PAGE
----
For those reading this blog, how many of you are using any of these passwords? I’ll bet more than care to admit. For those who are not yet aware, Bierman goes on to say that it’s better to use “passphrases” instead of passwords, and to include special characters – or, to create a personal system in which you’d change letters to corresponding numbers. Let’s just say for business and education clients – this should be a must.

This statement though is the highlight as he says, “You are the best defense against bad actors on this planet.”

And yes, we need to be the client’s best defense as well, meaning their front-line partner in defense as Intel was for Oregon State. OK, maybe I’m getting a little overambitious here, however if we are going to talk about network and cyber security, shouldn’t we have concerns to this level? Like not sitting in the background after the job is done and dropping the security piece all in their lap, or just being there “when needed within 24-48 hours?”

Back in my integration days the discussion was not about security, it was about putting the equipment on the client’s network where when they did happen to ask the integrator to do it, the response they got more times than not was “I thought that was your job?”  I had a very good friend who was the Director of IT in a major NJ community college, and he told me such stories of that kind of reaction he received from certain major area integrators. I also dealt with the CIO of a well-known private college in New York who told some of the same stories. We did most, if not all of their business as we understood their needs – all of them.

Now, we as an industry face a much bigger picture, and that’s the information security (InfoSec) discussion – let’s even go as far as to call it a cybersecurity discussion in AV if we must. I’d stick with InfoSec though as it is widely recognized as the term that the IT industry professionals use, and the major players focus on. Major players like Palo Alto Networks, Dell SecureWorks. Cisco, Herjavec Group (yes, Shark Tank’s Robert Herjavec), Fortinet and BAE Systems just to name a few.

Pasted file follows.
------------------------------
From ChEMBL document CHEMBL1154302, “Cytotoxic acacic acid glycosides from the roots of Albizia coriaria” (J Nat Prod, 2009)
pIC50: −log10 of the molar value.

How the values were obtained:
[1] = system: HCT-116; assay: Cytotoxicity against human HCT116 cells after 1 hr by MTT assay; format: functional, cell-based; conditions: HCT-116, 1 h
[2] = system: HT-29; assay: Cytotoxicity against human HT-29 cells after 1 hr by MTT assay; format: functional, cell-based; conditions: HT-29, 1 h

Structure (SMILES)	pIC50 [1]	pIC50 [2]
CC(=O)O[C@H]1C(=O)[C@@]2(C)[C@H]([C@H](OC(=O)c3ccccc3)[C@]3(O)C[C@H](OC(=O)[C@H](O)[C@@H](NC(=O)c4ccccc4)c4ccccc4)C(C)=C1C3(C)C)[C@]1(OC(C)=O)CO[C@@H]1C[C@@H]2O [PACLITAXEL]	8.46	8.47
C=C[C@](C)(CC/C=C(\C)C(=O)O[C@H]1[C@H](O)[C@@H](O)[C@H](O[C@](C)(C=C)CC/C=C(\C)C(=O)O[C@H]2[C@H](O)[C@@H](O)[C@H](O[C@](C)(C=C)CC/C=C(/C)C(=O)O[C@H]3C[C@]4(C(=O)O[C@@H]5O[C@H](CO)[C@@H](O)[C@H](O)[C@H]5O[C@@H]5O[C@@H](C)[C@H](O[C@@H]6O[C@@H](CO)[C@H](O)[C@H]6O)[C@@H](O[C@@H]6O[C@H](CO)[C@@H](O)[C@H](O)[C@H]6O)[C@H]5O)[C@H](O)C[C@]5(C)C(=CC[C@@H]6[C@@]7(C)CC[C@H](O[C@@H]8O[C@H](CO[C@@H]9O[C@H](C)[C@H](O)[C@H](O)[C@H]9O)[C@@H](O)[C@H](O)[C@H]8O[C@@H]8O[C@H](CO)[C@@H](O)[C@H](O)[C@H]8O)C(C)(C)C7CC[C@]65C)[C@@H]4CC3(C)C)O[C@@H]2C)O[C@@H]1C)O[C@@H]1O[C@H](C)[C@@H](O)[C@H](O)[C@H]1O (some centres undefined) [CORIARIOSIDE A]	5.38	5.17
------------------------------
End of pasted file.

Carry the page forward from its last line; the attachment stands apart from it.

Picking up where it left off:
Look up cybersecurity, it will either point to computer security or information security (both cybersecurity and information security are synonymous, especially in federal government circles). I’ve seen certain hashtags used concerning cybersecurity discussion on social media in the industry , and this one makes a whole lot of sense – #AVInfoSec – if you must.

Going back to that presentation for the math whiz students, software and firewall options were also explored, which Dr. Joseph Rosenstein, a Rutgers University mathematics professor and director of the program, described as a perfect introduction to students’ subsequent course on coding and cryptography.

High school students folks. OK, maybe they are math phenoms, however anyone who cares to be educated and informed on what can be highly beneficial to them as well as their clients need to start paying real attention. It’s also high time to hear from those who live and breathe it every day outside of the industry, along with those in the industry who do bring the InfoSec discussion, and bring it well and most informed.

This is the website for the NSA’s STEM outreach program. The industry needs to find such enterprise level programs, and experts to present as well.

me-pic

With almost 20 years in audio visual integration and IT/computer sales and consulting, Corey Moss is the owner of Convergent Tech – online publications (Convergent Tech Blog and Convergent AV) and consulting. Corey writes for the publications and hosts/produces podcasts – ‘Convergent Tech Blog Discussion’ (on Convergent Tech Blog) and ‘The AV Life’ and ‘The Edge of AV’, both on Convergent AV. He has written for numerous industry publications about AV, IT, unified communications and collaboration (UCC), cloud and software, IoT, cybersecurity and more. He has also conducted interviews with AV and IT executives and global influencers.

Find out more about Corey on LinkedIn and Twitter.